November 2013 Brief: Volume 20, Number 32
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The Score Counts
by Deborah D. Thornton
Much time, energy, and money has been spent over the last 20 or more years trying to figure out what is wrong with the American K-12 education system and how to fix it. Trying to figure out what is wrong with American children.
For example, the ACT test, which has four sections – math, science, English, and reading – has a maximum possible score of 36. In this year’s round of testing for high school juniors and seniors, nationally only 39 percent met three or more of the college readiness benchmark scores. The college readiness benchmark means that the student has a 75 percent chance of earning a “C” or better in a freshman college class in that subject area. In addition, another 31 percent did not meet a single one of the benchmarks. Repeat that again. One of three was not ready in any way for college work. Not only did they not earn an excellent score, they did not demonstrate that they were fundamentally ready.
Here in Iowa, 22,526 students graduating in 2013 took the ACT. Of those, 32 percent met the college readiness benchmark in all four sections – better than the national average, but still only one of three.
Yet these are high school students who have presumably done well enough to be passed from first grade to second, from fifth to sixth, from eighth to ninth. Every year they have been told, “Yes, you are good enough to move ahead.” And even with these poor scores, many will be “passed” from twelfth grade into the freshman level in college.
In college, it changes. Our children must spend money – their parents’, theirs, or taxpayers. Many take remedial classes, spending money attempting to learn that which they should have learned before being handed a high school diploma. Any many finally fail, leaving college with no degree – and lots of debt.
Why? How do we fix it?
The answer is that though we test our students every year, at every level, it never counts. Even if they do not do well, they are passed onto the next grade. Neither parents nor students take the test results seriously. Many parents and social activists argue that the tests are biased or only measure one type of knowledge – and that we should not expect low-income students, minority students, or even generic middle-class white students to do well. It’s not fair. Our children will do just fine in life and work even with bad test scores.
However, students in countries such as Finland, Germany, Poland, and South Korea – students studying in schools without iPads, white boards, or football teams – do very well on tests such as the Program for International Student Assessment (PISA), which is the worldwide benchmark test. In fact, many of these students are beating the pants off of our American children.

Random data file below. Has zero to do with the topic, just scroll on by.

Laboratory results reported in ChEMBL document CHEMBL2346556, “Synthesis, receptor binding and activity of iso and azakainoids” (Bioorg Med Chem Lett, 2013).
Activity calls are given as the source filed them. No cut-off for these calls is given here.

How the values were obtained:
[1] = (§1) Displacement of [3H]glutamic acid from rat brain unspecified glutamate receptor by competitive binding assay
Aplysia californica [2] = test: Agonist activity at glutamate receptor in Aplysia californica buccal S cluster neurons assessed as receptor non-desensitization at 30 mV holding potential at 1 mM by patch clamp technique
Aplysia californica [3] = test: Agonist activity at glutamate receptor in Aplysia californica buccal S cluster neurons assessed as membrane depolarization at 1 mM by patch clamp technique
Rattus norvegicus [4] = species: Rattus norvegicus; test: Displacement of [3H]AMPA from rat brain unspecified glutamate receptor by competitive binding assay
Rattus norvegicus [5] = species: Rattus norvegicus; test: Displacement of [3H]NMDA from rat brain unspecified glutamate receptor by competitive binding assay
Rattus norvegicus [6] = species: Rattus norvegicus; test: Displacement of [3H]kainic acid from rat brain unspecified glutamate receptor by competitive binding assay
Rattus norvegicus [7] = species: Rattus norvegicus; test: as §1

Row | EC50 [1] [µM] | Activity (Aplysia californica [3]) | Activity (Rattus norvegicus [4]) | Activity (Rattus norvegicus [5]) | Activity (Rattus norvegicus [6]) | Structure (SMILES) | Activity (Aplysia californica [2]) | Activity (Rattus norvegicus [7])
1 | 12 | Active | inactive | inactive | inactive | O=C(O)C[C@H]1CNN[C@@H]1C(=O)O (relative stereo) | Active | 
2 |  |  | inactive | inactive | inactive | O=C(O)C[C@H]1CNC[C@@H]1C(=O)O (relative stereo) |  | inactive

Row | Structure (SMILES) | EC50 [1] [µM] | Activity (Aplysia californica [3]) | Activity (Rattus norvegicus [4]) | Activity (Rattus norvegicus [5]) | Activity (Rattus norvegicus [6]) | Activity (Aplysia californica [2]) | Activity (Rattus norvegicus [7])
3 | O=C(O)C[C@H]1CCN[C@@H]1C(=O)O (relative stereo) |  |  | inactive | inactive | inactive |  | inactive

On the 2009 PISA, which focused on the reading skills of 15-year-olds, the American students were “average” in reading with a rank of 14 out of 34 and ranked 17 on average in science. In mathematics we ranked 25 of 34, well below average. What can we do to fix this?
For the children in most other countries, these tests do count. And more importantly, both the children and the parents believe they count. They take the tests seriously and do the work required to score well.
As Amanda Ripley says in the book, The Smartest Kids in the World, and How They Got That Way, the answer is simple. We must take testing seriously and teach our children to do so as well. Not because we’re “teaching to the test,” but because doing the work required and learning the things necessary to score well on these tests builds discipline, builds commitment, and builds confidence. As Ripley documents, even our own children – after being exposed to schools and teachers in other countries – recognize that American schools are easier. The teachers are their “friends,” they’re “nice.” What the American parents and teachers are not doing is requiring rigor from our children.
For example, many of the students in other countries spend more time in school. They take more difficult classes. Schools in these countries do not hire football and basketball coaches to teach math without a math degree. Football does teach good lessons, but not those we are testing and not to all children. In order to teach higher level math, you need a math degree. Further, American students need to learn that they can learn, they can master a difficult subject, if they work at it and study, spending the time and effort required.
One of the key factors that Ripley notes is that the students who learn are those whose parents spend as little as 15 minutes a day, every day, reading to them and doing math with them. Those students recognize that if their parent gives time to something, it is important. They are important. The parent does not have to be well-educated. The parent just has to help their child understand that education is important and that it is important to work at learning. One does not do that by preaching or by lecturing. A parent shows by doing.
That is the difference between American children and others. It is also something which is easy to fix. It does not take a government program, more money, or special rules and regulations. It takes understanding that we are shortchanging our children. It takes the will, by all parents – no matter how busy, how much work we have to do – to teach our children to learn.
The score does count, and the things one learns in order to achieve the score count even more.
 “Challenges in Readiness Persist Among US High School Grads,” ACT, August 21, 2013, <http://www.act.org/newsroom/releases/view.php?lang=english&p=2978> accessed on October 10, 2013.
Deborah D. Thornton is a Research Analyst with Public Interest Institute, Mount Pleasant, Iowa. Contact her at Public.Interest.Institute@LimitedGovernment.org.
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